Early Onset Dementia: 4 Warning Signs To Watch Out For

Did you know that dementia in Singapore has been becoming a growing concern? It is the fifth leading cause of mental disability in the country. According to the Ministry of Health (MOH), it is one of the most predominant neurodegenerative diseases across the country and worldwide. It frequently develops in elderly adults of ages 50 and above. The person affected by dementia may suffer from memory loss. Below are the warning signs of dementia in Singapore:

1) Difficulty with tasks

An early warning sign of dementia is difficulty in completing tasks. If they’re having a hard time even with the most basic tasks, such as taking a bath, preparing cutleries, and choosing clothes, they’re probably developing dementia.

2) Difficulty in language

Sometimes, finding the right words to say isn’t easy. But a person with dementia in Singaporewould experience difficulty using simple words, which results in difficulty understanding them. They may also experience stopping in the middle of their sentences.

3) Sudden behaviour and mood change

Has your elderly parent asked or talked to you about staying in an elderly care centre in Singapore? People with early signs of dementia are extra emotional. Sudden changes in their mood may occur, but the most common feelings they bear are fear and anxiousness.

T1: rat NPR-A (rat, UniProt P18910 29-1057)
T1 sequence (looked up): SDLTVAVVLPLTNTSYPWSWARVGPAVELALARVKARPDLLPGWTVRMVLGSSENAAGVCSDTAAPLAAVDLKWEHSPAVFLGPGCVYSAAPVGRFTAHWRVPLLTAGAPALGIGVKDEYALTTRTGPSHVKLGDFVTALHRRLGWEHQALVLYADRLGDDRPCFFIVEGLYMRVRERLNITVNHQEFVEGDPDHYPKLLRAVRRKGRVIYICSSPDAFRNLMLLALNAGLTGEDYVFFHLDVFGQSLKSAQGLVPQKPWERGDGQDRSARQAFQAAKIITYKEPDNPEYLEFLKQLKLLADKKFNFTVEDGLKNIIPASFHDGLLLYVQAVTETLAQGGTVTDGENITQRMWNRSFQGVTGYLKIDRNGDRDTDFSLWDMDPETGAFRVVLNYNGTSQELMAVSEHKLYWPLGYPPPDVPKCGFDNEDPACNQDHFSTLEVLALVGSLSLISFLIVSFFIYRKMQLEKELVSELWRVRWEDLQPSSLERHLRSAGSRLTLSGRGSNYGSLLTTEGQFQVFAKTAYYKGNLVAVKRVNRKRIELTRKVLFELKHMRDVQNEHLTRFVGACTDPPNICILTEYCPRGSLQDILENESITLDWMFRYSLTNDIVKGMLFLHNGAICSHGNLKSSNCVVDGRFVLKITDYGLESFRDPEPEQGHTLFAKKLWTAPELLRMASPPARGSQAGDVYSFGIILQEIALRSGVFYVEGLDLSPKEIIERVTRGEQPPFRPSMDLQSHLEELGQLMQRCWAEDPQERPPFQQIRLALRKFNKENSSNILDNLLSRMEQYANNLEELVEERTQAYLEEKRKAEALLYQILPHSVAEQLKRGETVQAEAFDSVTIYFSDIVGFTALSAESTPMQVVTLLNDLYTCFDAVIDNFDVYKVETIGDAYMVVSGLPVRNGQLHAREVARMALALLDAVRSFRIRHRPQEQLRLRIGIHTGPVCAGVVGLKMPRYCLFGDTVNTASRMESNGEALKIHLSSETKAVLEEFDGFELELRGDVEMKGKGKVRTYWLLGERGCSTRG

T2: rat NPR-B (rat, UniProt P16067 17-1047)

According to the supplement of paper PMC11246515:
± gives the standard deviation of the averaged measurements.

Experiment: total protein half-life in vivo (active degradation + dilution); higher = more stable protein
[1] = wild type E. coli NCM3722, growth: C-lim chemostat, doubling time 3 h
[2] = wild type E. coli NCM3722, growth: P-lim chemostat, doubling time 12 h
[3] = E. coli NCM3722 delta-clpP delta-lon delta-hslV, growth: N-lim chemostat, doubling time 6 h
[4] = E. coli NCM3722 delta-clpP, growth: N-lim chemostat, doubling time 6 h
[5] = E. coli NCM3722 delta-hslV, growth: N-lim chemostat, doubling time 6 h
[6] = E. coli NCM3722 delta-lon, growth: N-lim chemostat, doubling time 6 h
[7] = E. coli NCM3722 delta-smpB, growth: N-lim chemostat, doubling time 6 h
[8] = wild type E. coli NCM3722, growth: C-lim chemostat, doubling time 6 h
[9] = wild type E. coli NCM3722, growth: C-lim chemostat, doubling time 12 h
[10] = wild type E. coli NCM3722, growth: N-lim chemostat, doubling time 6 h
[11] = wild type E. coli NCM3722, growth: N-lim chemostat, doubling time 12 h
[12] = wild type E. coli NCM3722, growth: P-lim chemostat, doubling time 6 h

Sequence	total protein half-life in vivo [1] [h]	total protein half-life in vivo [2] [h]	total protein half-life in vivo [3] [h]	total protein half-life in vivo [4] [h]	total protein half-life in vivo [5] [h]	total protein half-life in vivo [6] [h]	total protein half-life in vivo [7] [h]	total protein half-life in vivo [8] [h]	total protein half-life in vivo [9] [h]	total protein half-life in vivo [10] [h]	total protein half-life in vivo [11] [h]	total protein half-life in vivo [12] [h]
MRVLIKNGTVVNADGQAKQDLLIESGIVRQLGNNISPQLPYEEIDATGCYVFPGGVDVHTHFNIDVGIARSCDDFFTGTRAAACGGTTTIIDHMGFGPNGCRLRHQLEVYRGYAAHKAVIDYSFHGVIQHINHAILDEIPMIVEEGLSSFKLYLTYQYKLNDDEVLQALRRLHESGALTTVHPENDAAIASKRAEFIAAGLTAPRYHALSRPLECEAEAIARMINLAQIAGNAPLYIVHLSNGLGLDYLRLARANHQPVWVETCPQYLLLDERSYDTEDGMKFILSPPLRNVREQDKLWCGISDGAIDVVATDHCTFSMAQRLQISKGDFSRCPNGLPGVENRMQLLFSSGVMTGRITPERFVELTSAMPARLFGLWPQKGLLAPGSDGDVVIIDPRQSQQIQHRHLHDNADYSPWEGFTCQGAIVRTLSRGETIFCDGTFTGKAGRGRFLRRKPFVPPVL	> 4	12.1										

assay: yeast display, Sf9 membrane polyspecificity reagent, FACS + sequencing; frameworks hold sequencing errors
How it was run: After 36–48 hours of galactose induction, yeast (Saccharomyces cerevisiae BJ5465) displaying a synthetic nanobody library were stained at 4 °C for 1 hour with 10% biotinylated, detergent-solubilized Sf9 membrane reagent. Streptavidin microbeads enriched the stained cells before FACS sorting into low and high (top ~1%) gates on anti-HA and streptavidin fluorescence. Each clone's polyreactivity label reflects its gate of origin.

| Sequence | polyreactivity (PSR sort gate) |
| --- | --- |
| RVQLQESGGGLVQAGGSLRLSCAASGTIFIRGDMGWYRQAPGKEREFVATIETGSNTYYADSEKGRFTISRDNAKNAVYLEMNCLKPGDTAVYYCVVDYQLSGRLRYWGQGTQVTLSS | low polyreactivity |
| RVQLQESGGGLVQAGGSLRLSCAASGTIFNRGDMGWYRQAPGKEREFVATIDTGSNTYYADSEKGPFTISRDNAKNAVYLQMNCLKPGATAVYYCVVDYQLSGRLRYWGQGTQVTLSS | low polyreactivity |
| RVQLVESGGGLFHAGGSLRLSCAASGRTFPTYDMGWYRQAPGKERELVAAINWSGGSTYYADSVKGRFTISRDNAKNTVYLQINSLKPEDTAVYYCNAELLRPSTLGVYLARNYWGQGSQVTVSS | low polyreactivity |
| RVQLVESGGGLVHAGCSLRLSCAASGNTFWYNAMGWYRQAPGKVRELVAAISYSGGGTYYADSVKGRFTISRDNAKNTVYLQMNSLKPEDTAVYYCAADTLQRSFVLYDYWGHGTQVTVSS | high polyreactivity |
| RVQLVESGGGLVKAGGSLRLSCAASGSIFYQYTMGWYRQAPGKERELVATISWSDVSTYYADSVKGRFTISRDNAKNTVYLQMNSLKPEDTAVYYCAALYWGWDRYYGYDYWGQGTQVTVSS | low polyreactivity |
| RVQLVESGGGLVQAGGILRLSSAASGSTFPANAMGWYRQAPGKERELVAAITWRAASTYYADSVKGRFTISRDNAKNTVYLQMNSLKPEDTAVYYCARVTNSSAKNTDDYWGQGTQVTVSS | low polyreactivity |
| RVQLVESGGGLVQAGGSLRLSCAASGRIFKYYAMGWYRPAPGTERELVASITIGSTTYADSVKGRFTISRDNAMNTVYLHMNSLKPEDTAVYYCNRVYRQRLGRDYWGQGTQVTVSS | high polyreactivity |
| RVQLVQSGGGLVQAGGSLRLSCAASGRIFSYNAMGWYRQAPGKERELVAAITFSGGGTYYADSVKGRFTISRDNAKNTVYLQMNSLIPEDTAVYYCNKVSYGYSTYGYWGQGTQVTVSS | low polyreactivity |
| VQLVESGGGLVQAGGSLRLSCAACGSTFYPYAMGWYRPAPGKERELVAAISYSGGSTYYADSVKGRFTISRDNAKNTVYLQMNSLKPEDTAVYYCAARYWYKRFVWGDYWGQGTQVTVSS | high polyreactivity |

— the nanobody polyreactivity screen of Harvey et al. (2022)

4) Being forgetful

One of the most known signs of early dementia in Singapore is forgetfulness. Some of the signs are misplacing things, forgetting a family member’s name, or overlooking one of their daily tasks, such as eating, drinking, or taking a bath.

Early diagnosis of dementia allows early treatment. Treatment can prevent the cells from damaging your memory and brain. Early discovery can also help with future plans like disease stabilisation, hiring a caregiver, or staying in a dementia day care in Singapore. These factors need planning as early as the first symptoms show up.

Need along term care centre in Singapore? Orange Valley can be your helping hand for you or your elders. You may reach out to them on their website or by email.